Copyright © 2019 Albuquerque Journal
Amid ongoing City Council debate about overhauling Albuquerque’s election system, a new discussion has emerged – this time between the city and county clerks.
The City Council is scheduled to decide today whether to implement ranked-choice voting effective for the Nov. 5 election. Supporters say ranked choice will save the city money by rendering runoff elections unnecessary.
But the actual cost of a runoff election remains a moving target, in part because officials do not agree on how to administer one.
Currently, Albuquerque’s charter requires City Council and mayoral candidates to get at least 50% of the vote to win office. In races where no candidate reaches that threshold, the top two compete in a separate runoff.
Four of nine City Council positions are on the Nov. 5 ballot, and two have drawn crowded fields. Seven contenders have emerged for the District 2 seat and five are running in District 4.
Albuquerque City Clerk Katy Duhigg told the City Council early this month that a potential runoff would cost around $400,000 based on her estimates. But she changed course last week, saying it may actually cost up to $1 million – a discrepancy she attributed to a difference of opinion with Bernalillo County Clerk Linda Stover.
Duhigg told a City Council committee last week that Stover is “rejecting” Duhigg’s idea that any potential runoff election features polling places only within contested City Council districts.
The city would have to pick up the tab for any runoff election. But the County Clerk is statutorily charged with running such an election and therefore gets to decide which polling places to open, and Duhigg said Stover “politely agreed to disagree” on a strategy.
“I did not think the County Clerk really would open every voting location in the city for a runoff in one district, but when I met with her (recently), that is exactly what she intends to do,” Duhigg said last week, adding, “It could be up to a million dollars. We do not have that budgeted.”
The city has $290,000 budgeted for a potential runoff, a spokeswoman said.
Jaime Diaz, Stover’s deputy clerk, said it is premature to discuss the scope and cost of a possible runoff election, since the races are not formally set – candidates have until August to file formal declarations. He said he could not provide an estimated cost for a runoff, but does not expect it to reach $1 million.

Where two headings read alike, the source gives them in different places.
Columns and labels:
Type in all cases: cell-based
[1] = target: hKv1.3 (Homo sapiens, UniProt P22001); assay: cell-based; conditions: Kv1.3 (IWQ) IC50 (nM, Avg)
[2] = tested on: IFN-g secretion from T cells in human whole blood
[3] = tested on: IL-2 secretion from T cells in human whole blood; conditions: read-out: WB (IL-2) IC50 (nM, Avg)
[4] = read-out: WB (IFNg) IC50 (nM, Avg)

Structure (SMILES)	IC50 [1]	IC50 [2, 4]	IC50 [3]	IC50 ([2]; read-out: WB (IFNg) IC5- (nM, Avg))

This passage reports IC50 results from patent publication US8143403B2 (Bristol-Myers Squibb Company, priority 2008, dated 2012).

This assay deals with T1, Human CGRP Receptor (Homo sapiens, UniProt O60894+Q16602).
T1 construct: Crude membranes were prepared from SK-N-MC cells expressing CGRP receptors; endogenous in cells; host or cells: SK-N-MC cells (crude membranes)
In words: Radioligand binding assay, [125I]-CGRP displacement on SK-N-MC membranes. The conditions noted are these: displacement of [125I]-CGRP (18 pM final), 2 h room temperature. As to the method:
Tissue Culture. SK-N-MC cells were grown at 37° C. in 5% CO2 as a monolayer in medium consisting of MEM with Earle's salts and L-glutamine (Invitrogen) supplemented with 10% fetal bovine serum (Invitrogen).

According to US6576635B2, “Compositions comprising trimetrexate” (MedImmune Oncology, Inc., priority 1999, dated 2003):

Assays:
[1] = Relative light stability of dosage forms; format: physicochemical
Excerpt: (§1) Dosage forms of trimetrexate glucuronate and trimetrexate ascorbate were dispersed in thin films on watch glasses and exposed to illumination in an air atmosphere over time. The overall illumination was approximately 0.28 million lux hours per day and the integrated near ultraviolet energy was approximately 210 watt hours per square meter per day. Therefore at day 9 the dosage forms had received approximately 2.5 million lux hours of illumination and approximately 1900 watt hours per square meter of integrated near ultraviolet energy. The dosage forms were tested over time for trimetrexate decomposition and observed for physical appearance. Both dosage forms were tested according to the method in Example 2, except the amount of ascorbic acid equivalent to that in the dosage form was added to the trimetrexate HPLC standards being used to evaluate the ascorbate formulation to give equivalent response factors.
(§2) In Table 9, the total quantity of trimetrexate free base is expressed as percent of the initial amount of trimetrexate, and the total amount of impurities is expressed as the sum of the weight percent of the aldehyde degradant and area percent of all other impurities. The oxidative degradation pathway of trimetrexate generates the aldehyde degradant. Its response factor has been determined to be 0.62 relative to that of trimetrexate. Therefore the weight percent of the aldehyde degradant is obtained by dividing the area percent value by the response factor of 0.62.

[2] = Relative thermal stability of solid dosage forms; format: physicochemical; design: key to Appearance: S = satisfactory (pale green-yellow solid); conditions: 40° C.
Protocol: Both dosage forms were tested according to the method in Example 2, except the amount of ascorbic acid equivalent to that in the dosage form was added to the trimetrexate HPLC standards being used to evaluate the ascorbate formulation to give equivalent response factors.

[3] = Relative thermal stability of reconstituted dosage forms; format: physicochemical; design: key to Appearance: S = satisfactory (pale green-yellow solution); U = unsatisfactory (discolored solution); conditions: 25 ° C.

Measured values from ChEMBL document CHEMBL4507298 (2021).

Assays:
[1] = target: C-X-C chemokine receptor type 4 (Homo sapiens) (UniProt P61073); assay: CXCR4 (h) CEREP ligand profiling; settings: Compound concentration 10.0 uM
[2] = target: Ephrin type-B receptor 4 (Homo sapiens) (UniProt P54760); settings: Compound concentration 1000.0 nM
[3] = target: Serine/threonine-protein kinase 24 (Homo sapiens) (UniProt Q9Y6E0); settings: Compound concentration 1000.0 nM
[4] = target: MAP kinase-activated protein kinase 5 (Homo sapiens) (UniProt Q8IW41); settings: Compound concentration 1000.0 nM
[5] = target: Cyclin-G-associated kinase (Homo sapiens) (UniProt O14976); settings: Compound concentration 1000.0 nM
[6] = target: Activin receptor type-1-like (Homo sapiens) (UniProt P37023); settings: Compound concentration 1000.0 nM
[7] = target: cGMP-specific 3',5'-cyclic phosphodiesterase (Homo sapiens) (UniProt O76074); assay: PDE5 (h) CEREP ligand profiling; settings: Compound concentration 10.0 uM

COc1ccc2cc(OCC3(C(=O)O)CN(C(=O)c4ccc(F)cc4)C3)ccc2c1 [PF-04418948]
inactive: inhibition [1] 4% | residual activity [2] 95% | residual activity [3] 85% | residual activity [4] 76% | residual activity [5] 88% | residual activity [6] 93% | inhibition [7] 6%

Diaz said Stover plans to have up to 19 early voting locations and 69 election-day polling sites for the Nov. 5 election, which features not only the city of Albuquerque races, but also other public entities, like Albuquerque Public Schools, the Village of Los Ranchos, and water and soil districts.
But the city of Albuquerque is the only participant that might require a subsequent runoff, Diaz said. Should that occur, he said Stover would likely reduce the number of voting sites, but would not restrict locations to those within contested City Council districts. He said the office moved away from such “precinct to polling place methodology” to make voting more accessible for people who, for example, spend their workday far away from their residence.
“If there’s two (council) districts (in a runoff), we’ll pare down and we’ll definitely work with the city on paring down – we do know it’s their cost,” Diaz said. “But at the same time, it’s not a blue light sale. We can’t go look for a sale on the election; we can’t reduce costs to a point where we ignore the convenience of the voter and their constitutional right to cast their ballot.”
Duhigg said in an emailed response to Journal questions on Friday that she and Stover are presently working together to determine polling sites for the Nov. 5 election and “will analyze the need for (runoff) polling sites after the November election.” Should Albuquerque need more than budgeted to pay for a runoff, Duhigg said her office would work with the city’s budget staff and City Council to secure the funds.
Albuquerque City Councilors Isaac Benton, Pat Davis and Brad Winter in April introduced a bill that would eliminate the need for any runoff by changing ballots to ranked choice – also known as an “instant runoff” system.
Voters would rank each candidate in a race by preference. If no candidate gets 50% of the first-place picks, officials would eliminate the candidate with the fewest first-place votes, elevate the voter’s second choice to the No. 1 slot, then count again. The process would continue until a candidate reaches the 50% threshold.
The bill says that runoff elections in 2017 and 2013 cost the city $840,890 and $667,045, respectively.
The group aims to implement ranked choice by ordinance, but it has become a divisive issue. Councilor Don Harris – who has accused Benton and Davis of trying to change election law at a time they are candidates – has introduced dueling legislation. Harris wants to put the issue to voters as a question on the Nov. 5 ballot.
Both proposals are expected to be heard today – likely the last opportunity the council would have to implement ranked-choice voting by ordinance to ensure it is in place for the November election.